Desired modulation FEC rate is selected from the
following values: ½, 2/3, ¾, 5/6, 7/8 .
Channel rate is displayed based on parameters
selected such as COFDM mode, FEC and Guard
Interval. Channel rate must be set to be greater
than the ASI stream rate. Set the channel rate to at
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Field
Input Mode
5.3.3
R/W
R/W
Video Input
Video Locked
Status
R/W
Audio Enable
Audio Mute
Audio Level
Audio Gain
-
R
Description
least 10 % greater than the ASI stream rate.
The MDT-A defaults to ASI only. No other selection
is allowed.
Not applicable.
Video locked when an ASI stream is present.
Yes,indicates
Video is locked. No, not locked.
Not applicable
Not applicable
Not applicable
Not applicable
Pull-Down Menu Definitions
There are several different pull-down menus that are included in the MDT-A Configurator
program. Each of these pull-down menus contains further user-configurable options or
commands. The following sections describe these menus in detail.
5.3.3.1
File
This pull-down menu offers to exit the MDT-A Configurator program . Alternatively the ‘X’
box in the upper right hand corner of the window can be used to exit the program. The
“Store All Setup Pages” button on the main menu will save all parameters.
5.3.3.2
Configuration
This pull-down menu contains several different configuration options. These are outlined
below:
Special Setup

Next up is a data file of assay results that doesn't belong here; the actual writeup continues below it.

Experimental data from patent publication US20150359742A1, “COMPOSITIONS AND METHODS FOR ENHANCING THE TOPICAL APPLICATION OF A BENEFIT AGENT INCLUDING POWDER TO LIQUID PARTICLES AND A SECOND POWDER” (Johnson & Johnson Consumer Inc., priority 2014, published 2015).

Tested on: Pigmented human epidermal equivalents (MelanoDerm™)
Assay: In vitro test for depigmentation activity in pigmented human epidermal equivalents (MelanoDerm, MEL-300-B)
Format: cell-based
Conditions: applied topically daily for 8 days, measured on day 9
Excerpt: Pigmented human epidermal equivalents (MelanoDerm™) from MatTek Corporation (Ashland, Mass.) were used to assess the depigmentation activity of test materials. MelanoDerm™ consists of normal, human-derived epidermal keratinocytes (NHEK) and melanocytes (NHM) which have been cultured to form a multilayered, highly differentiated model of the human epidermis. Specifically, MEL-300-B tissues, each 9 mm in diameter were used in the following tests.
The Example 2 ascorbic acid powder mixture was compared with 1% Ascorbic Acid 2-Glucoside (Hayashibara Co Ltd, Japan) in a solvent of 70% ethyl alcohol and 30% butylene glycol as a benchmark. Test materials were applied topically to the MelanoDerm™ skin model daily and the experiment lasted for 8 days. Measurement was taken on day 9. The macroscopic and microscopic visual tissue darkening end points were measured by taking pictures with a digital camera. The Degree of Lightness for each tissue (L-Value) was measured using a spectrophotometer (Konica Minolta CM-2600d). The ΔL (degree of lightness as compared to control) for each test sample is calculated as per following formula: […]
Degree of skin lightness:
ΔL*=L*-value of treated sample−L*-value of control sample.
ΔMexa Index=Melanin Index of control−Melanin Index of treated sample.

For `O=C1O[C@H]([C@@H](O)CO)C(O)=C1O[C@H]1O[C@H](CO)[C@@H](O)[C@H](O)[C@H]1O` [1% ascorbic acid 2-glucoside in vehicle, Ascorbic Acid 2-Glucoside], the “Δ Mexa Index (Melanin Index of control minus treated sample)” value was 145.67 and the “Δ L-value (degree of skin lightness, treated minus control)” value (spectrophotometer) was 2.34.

o Others (see figure 6)- This menu displays the following:
RF Output Attenuation – The RF output of the MDT-A can be
attenuated up to 10 dB in increments of 1 dB.
COFDM Spectrum Inversion - choices include normal or inverted.
The transmitter is configured with the receiver it ships with and the
inversion mode shouldn’t have to be changed. However if a different
receiver is used the inversion mode may have to be changed. Some
receivers will accept either inversion mode. Check the parameters of the
receivers to ensure the correct inversion mode is selected.
Sleep Mode-Can be used to put transmitter in a sleep mode, a low
power mode where the encoder functions and many of the power
regulators are shut down enabling a saving in current (approx. 40%)
when transmitter is not active.
Frequency switch – choices offered are enabled or disabled. These
are the four frequency select switches discussed under section 5.1.2. If
disabled the switches will not respond to changes (frequency changes
could still be accomplish by changing the “RF FREQ MHz” field in the
GMS MDT-A control software. Enabling them allows the frequency to be
changed when the switches are moved. Factory default enables the
switches. Keep in mind that you must click on the “Store All Setup
Pages” button for any new selection to take place.